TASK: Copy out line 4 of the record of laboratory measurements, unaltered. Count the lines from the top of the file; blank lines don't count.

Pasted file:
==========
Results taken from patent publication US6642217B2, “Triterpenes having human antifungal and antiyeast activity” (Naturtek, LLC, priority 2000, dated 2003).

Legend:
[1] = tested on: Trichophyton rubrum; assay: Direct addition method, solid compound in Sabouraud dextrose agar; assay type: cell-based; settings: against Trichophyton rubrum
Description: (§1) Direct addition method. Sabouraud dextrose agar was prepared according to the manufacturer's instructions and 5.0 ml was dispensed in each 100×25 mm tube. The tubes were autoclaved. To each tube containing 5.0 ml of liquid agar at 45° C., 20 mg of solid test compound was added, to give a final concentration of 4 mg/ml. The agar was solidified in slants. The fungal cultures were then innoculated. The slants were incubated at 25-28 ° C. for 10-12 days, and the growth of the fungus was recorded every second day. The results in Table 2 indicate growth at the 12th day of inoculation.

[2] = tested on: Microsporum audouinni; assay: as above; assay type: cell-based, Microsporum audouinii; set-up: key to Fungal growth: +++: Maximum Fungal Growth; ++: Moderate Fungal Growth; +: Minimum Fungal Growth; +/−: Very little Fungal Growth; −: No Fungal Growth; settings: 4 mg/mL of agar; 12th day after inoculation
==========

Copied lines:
Description: (§1) Direct addition method. Sabouraud dextrose agar was prepared according to the manufacturer's instructions and 5.0 ml was dispensed in each 100×25 mm tube. The tubes were autoclaved. To each tube containing 5.0 ml of liquid agar at 45° C., 20 mg of solid test compound was added, to give a final concentration of 4 mg/ml. The agar was solidified in slants. The fungal cultures were then innoculated. The slants were incubated at 25-28 ° C. for 10-12 days, and the growth of the fungus was recorded every second day. The results in Table 2 indicate growth at the 12th day of inoculation.